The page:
Offensive coaches in Region 8-AAAAAAA can look forward to the 2021 football season with at least one positive — North Gwinnett’s Barrett Carter and Collins Hill’s James Smith will be on college rosters instead of disrupting high school game plans.

Both Carter and Smith, the Daily Post’s Co-Defensive Players of the Year, were major forces as seniors in 2020.

Carter, a Clemson signee, was a two-way threat who recently earned national defensive player of the year honors from the All-American Bowl. He was a playmaking linebacker who delivered at running back in North’s biggest games, all despite fighting a season-long ankle injury.

“In my career, he’s in the top (two-way players),” North head coach Bill Stewart said. “There are not many like him. One thing about Barrett is he’s very fluid. He’s a great athlete. He makes things look easy. That’s just being a great athlete. Character-wise, he is your guy. I’ve got up-and-coming guys that are going to be highly touted and I tell them, and I think it’s the best compliment for Barrett, ‘If you want to model after somebody on how they did it and how it’s supposed to look, he’s that guy.’ Great talent, worked hard. Wasn’t all over Twitter. Didn’t have to do any of that. Just went about his business day to day and was very coachable. When you put all those things together, you’ve got a guy that’s going to Clemson and can go there and actually play.”

Smith, a Tennessee Tech commit, put up astonishing numbers from his defensive end position and helped the Eagles to a Class AAAAAAA runner-up finish, the best season in school history. Collins Hill also won its first region championship since 2013.

“James is really the heartbeat of our defense,” Collins Hill head coach Lenny Gregory said. “You look at a kid who had 61 (tackles for losses). That’s putting the offense behind the sticks 61 times. That just sets your defense up. He’s an incredible leader, a guy who just does it the right way all the time. He’s a great example of a guy who gets it and who has great leadership.”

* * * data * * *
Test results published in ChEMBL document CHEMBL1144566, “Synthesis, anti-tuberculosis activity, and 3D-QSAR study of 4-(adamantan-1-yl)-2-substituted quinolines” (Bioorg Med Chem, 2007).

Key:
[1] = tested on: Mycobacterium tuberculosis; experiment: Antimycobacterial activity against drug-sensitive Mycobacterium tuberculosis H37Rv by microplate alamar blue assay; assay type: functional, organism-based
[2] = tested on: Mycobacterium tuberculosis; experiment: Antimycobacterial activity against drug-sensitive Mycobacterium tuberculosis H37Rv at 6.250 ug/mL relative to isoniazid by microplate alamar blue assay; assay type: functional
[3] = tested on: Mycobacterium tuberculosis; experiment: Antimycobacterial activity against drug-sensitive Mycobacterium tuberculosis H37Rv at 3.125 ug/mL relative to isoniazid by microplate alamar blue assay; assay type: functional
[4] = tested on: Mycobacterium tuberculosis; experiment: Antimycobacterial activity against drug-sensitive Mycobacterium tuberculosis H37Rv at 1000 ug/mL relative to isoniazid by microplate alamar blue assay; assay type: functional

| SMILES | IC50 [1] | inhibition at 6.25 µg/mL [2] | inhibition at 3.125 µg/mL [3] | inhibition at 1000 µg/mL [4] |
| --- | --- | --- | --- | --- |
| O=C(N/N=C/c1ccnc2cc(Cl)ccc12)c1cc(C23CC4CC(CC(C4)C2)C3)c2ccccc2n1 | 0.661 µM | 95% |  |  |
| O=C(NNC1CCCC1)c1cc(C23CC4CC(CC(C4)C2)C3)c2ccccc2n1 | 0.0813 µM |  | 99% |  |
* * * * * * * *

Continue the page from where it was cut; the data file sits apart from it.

Carter was asked to do more than ever as a senior at North, which had to replace a number of graduation losses from the season before. The coaches turned to their star linebacker in the obvious role as defensive leader, but they also relied on him to spark an offense that struggled at times in 2020.

He finished with 49 tackles (seven for losses), six sacks and an interception on defense, while rushing 52 times for 440 yards and 11 touchdowns at running back. In the state playoff opener, he had three sacks and recovered a fumble, and rushed 17 times for 202 yards and four TDs in a victory over Cherokee.

His season was impacted when he rolled his ankle during a training session after North’s first game. He still isn’t allowed to run, only lift weights, as the ankle heals up.

“I ended up breaking it, but I got to play on it,” Carter said. “It was very annoying. Even though it somewhat healed, it was always just there. It was just something I had to fight through. It wasn’t that bad, but it was always there.”

It didn’t stop Carter from another stellar season, his last as a two-way player. The 6-foot-1, 220-pounder will transition to full-time defense at Clemson.

“I know Clemson saw it and I think Clemson has already alluded to it is that he may play safety,” Stewart said. “I never felt like I was locked into where he couldn’t just go cover a receiver. As big as he is, he also had the ability in 7A to do that. When you get Division I-A football, you have to be able to do that to be able to win games at a high level. He’s able to do that. He’s physical and he’s a good tackler because of the work in the weight room. He’s a 1,000-pound guy (in lifts), which gave him more ability to tackle. So a good guy in space on top of being able to physically fit in the box.”

Carter said he isn’t headed to Clemson with a true position locked in.

“They didn’t really pinpoint an exact position,” he said. “They’re just going to use me in a numerous amount of ways. Maybe that’s safety, linebacker, inside, outside. Really just all around the field.”

The longtime North Gwinnett Bulldog leaves behind plenty of great high school memories.